Uterine Inversion

Uterine inversion is a rare but serious complication during childbirth where your uterus turns partially or entirely inside out. Without treatment, an inverted uterus can lead to severe blood loss, shock and even death. Having a care team that’s prepared for emergencies can prevent these outcomes from happening.


What is uterine inversion?

Uterine inversion (inverted uterus) is a rare emergency complication during childbirth where your uterus turns partially or completely inside out. With healthy deliveries, your baby exits your uterus (womb) and travels through your vaginal canal to be born. Shortly after, you’ll deliver the placenta, an organ that allows you to share nutrients with your baby during pregnancy. The placenta is called “afterbirth” once it leaves your body. Your uterus maintains its shape throughout delivery.

With uterine inversion, the top part of your uterus collapses inside the uterine cavity. It may even turn inside-out and extend outside your vagina. When this happens, severe blood loss, shock and death can follow.

A prepared care team that acts quickly can prevent these outcomes.


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What are the degrees of uterine inversion?

There are four classifications of uterine inversion, depending on how inside out your uterus is and the extent that it projects onto other organs:

  • 1st degree (incomplete): The top of your uterus has collapsed inside your uterine cavity.
  • 2nd degree (complete): The top part of your uterus folds into the opening of your uterus (cervix), like a sock that is turned inside out.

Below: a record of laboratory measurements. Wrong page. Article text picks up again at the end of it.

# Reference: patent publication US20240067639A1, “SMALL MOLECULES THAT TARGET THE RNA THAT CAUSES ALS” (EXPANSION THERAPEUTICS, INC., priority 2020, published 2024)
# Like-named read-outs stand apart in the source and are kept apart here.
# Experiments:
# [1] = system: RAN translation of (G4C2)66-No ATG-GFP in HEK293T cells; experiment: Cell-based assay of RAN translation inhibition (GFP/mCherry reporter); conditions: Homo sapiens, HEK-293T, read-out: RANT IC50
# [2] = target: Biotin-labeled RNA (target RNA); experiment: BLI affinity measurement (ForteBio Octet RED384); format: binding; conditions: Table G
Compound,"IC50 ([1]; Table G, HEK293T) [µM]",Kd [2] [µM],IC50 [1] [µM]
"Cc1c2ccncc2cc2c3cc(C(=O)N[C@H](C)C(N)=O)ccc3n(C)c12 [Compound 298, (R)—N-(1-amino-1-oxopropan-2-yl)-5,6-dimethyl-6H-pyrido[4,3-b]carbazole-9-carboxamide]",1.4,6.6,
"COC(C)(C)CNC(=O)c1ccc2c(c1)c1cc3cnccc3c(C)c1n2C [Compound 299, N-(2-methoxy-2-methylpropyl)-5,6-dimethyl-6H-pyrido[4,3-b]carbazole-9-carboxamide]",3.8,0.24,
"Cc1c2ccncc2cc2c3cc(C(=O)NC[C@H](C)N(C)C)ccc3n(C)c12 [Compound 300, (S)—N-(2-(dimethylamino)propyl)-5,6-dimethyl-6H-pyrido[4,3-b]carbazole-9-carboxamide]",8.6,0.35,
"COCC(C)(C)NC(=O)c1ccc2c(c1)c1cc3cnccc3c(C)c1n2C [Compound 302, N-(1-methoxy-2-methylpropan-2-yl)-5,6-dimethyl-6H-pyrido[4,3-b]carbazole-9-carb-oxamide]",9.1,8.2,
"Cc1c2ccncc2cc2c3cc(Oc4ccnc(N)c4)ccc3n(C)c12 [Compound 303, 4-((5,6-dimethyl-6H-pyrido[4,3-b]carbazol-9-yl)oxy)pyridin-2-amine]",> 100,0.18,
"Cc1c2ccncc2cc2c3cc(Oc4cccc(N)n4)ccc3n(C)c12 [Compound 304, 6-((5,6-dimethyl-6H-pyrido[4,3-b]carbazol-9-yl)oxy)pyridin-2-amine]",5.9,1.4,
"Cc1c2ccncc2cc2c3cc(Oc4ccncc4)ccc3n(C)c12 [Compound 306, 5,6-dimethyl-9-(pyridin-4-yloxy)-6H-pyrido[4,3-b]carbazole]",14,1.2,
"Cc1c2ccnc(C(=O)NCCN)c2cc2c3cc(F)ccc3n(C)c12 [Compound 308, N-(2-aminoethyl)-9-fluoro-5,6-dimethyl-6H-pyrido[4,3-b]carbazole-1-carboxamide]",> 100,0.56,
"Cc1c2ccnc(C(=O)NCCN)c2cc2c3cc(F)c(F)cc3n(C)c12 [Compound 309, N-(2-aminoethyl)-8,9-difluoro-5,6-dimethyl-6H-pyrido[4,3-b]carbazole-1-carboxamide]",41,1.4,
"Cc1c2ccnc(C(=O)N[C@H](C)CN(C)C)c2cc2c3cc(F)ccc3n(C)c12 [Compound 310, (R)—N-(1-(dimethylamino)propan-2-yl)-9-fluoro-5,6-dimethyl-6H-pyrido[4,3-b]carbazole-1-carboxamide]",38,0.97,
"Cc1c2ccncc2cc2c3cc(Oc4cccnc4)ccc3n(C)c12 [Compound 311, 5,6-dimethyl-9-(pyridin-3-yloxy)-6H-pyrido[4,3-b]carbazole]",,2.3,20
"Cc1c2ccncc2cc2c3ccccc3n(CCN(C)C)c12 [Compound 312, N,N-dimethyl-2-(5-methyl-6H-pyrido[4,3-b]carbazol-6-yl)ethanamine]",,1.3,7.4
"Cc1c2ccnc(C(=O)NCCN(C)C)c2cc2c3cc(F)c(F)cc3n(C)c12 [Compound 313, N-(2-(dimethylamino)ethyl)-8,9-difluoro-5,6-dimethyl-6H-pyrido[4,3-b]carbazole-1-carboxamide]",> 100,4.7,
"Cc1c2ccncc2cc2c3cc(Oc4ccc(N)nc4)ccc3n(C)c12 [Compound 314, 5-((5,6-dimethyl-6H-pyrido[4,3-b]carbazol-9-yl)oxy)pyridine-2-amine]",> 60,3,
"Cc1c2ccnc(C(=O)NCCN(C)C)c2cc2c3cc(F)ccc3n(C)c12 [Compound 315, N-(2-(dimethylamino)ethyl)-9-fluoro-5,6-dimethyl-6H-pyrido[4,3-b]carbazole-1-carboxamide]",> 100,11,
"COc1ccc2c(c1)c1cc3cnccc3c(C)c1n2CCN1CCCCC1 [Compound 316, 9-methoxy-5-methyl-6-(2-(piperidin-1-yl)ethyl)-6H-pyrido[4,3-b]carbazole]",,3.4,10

• 3rd degree (prolapsed): The top part of your uterus enters the deepest part of your vaginal canal.
  • 4th degree (total): Both your uterus and your vagina protrude outside your body.

The majority of people with uterine inversion fall into the 2nd or 3rd-degree categories.

How common is uterine inversion?

Uterine inversion is rare. It happens in anywhere from 1 in 3,500 to 1 in 20,000 deliveries. Most often, it occurs within the first 24 hours of delivery (acute uterine inversion). Less often, you may be diagnosed with uterine inversion within one month after having your baby (subacute uterine inversion) or after a month (chronic uterine inversion).

In extremely rare cases (only 5% of uterine inversions), the uterus doesn’t invert because of childbirth. Instead, structural irregularities like fibroids or tumors cause the uterus to invert.


Symptoms and Causes

What causes uterine inversion?

Not enough evidence exists to know for sure what causes an inverted uterus.

A popular theory is that your uterus may invert if your provider tugs on the umbilical cord too hard when trying to deliver the placenta. This isn’t an error on your provider’s part. Instead, it’s one of many complications that can occur during delivery.

Your provider may pull on the umbilical cord — the organ that connects your baby to the placenta — while placing gentle pressure on your abdomen to coax the placenta out. This is a delivery method called the Crede maneuver. This process is more likely to cause your uterus to invert if:

  • Your placenta has implanted on the top of your uterus (fundal placental implantation). The placenta may attach to your uterine wall at the top, side, front or back during pregnancy. Most often, it connects at the top.
  • Your uterus doesn’t contract after delivery (uterine atony). Usually, your uterus contracts after your baby is born. The squeezing helps deliver the placenta and reduces the size of your blood vessels so that they don’t bleed as easily.

It’s hard to prove this theory, though, because uterine inversion has taken place outside these conditions. Also, delivery methods like the Crede maneuver are common and rarely lead to uterine inversion.

What are the risk factors for uterine inversion?

The following risk factors are present in about half of uterine inversion cases:

  • Short umbilical cord.
  • Rapid or prolonged labor and delivery.
  • Use of medicines that relax your uterus.
  • First birth (not the same as your first pregnancy).
  • A fetus that is heavier than average (fetal macrosomia).
  • Retained placenta (the placenta isn’t delivered within 30 minutes of your baby being born).
  • Severe preeclampsia (a pregnancy-related condition that may result in high blood pressure).